Monday, March 4, 2013

A Few Things that Happened on this Day in US History

The Government began operating under the U.S. Constitution on this day in 1789. I wonder if those first lawmakers had any notion of how big their little government would someday become? The President lived in rented rooms and the War Department (now the Department of Defense) worked in a single room above a local pub. Thier only income to pay for anything came from Customs fees. If anyone had even suggested income or sales taxes they would probably have been tarred and feathered –and several states would have sleft the union… oh, how times have changed…

Ernest Hemingway completed his short novel "The Old Man and the Sea". He wrote his publisher the same day, saying he had finished the book and that it was the best writing he had ever done. The critics agreed: The book won the Pulitzer Prize in 1953 and became one of his bestselling works.

In 1829 Andrew Jackson held an “open house” at the White House. Everyone was invited to drop by. No guards, no security. The front door was propped open and everyone just walked in and said hi, then went out to the front lawn for an outdoor party. Lots of toasts, but not one political speech…

On this day in 1952, actor and future President Ronald Reagan marries his second wife, actress Nancy Davis. The couple wed in Los Angeles at the Little Brown Church in the Valley.  Nancy Davis, whose real name is Anne Frances Robbins, met her husband in 1951. (MGM Studios signed her to a contract and billed her as Nancy Davis for her first screen role in the film Shadow on the Wall). The two met in 1951, while Reagan was serving as president of the Screen Actors Guild (SAG) and Nancy was embroiled in an effort to remove her name from the notorious McCarthy-era Hollywood blacklist of possible communist sympathizers. The list actually referred to another actress of the same name, but it was preventing Davis from finding work, so the future first lady contacted Reagan to see if he, as SAG president, could help clear up the confusion. The two fell in love and were married a year later. Their first child, Patricia, was born 7 months after the wedding.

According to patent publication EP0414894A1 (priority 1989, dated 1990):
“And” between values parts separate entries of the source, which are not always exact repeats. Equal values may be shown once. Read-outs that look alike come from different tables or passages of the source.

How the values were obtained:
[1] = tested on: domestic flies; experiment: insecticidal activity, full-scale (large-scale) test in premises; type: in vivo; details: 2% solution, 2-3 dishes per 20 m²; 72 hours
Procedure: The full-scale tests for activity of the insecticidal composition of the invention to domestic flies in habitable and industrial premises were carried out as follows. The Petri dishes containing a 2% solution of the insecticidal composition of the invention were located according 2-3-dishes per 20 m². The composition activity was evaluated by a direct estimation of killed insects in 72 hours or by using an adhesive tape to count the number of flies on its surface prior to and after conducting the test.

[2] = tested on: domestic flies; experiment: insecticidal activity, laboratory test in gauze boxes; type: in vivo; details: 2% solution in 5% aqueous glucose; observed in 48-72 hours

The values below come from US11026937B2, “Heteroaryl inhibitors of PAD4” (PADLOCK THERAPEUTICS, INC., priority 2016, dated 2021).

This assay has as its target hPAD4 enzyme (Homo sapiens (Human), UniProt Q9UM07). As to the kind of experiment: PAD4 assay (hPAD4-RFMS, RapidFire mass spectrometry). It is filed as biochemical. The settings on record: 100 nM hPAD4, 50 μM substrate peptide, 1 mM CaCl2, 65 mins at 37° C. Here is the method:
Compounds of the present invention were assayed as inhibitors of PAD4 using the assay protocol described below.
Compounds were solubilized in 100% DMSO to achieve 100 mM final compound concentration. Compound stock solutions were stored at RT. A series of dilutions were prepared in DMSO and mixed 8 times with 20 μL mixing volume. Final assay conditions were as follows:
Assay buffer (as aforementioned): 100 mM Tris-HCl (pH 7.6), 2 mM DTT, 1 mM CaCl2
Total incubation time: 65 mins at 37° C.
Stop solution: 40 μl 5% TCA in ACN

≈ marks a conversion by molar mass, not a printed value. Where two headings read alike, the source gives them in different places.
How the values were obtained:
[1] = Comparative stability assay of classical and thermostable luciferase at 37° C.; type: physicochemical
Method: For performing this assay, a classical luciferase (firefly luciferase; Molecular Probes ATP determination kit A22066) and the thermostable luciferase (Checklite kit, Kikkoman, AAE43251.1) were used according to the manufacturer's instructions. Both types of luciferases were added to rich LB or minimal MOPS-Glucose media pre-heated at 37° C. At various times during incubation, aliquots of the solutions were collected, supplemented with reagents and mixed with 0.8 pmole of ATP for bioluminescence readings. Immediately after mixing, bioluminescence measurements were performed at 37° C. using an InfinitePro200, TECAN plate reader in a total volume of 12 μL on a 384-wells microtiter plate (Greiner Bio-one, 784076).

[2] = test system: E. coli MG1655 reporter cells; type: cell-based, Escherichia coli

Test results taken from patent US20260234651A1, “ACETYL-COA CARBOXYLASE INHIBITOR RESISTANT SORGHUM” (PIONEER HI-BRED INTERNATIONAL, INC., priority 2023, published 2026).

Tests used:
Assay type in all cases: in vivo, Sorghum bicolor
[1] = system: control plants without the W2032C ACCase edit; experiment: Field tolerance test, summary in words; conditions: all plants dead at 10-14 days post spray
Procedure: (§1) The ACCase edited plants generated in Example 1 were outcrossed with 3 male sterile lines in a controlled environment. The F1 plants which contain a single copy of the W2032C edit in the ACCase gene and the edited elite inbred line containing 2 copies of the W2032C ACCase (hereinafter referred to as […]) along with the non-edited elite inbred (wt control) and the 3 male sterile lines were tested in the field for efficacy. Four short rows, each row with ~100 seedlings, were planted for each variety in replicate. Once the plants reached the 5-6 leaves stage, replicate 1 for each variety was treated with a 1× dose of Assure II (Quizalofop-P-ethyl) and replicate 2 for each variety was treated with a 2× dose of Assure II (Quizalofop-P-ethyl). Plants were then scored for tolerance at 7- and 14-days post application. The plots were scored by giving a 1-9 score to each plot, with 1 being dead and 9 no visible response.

On this day in 1861, Abraham Lincoln becomes the 16th president of the United States. In his inauguration speech Lincoln extended an olive branch to the South, but also made it clear that he intended to enforce federal laws in the states that seceded. Since Lincoln's election in November 1860, seven states had left the Union. Worried that the election of a Republican would threaten their rights, especially slavery, the lower South seceded and formed the Confederate States of America. In the process, some of those states seized federal properties such as armories and forts. By the time Lincoln arrived in Washington, D.C., for his inauguration, the threat of war hung heavy in the air. In his inaugural address, Lincoln promised not to interfere with the institution of slavery where it existed, and pledged to suspend the activities of the federal government temporarily in areas of hostility. However, he also took a firm stance against secession and the seizure of federal property. The government, insisted Lincoln, would "hold, occupy, and possess" its property and collect its taxes. He closed his remarks with an eloquent reminder of the nation's common heritage:

"In your hand, my fellow countrymen, and not in mine, is the momentous issue of civil war. The government will not assail you. You can have no conflict without being yourselves the aggressors. You have no oath in Heaven to destroy the government, while I shall have the most solemn one to preserve, protect, and defend it... We are not enemies, but friends. We must not be enemies. Though passion may have strained, it must not break our bonds of affection. The mystic chords of memory, stretching from every battlefield and patriot grave, to every living heart and hearthstone, all over this broad land, will yet swell the chorus of the Union, when again touched, as surely they will be, by the better angels of our nature."

Live Long and Prosper...

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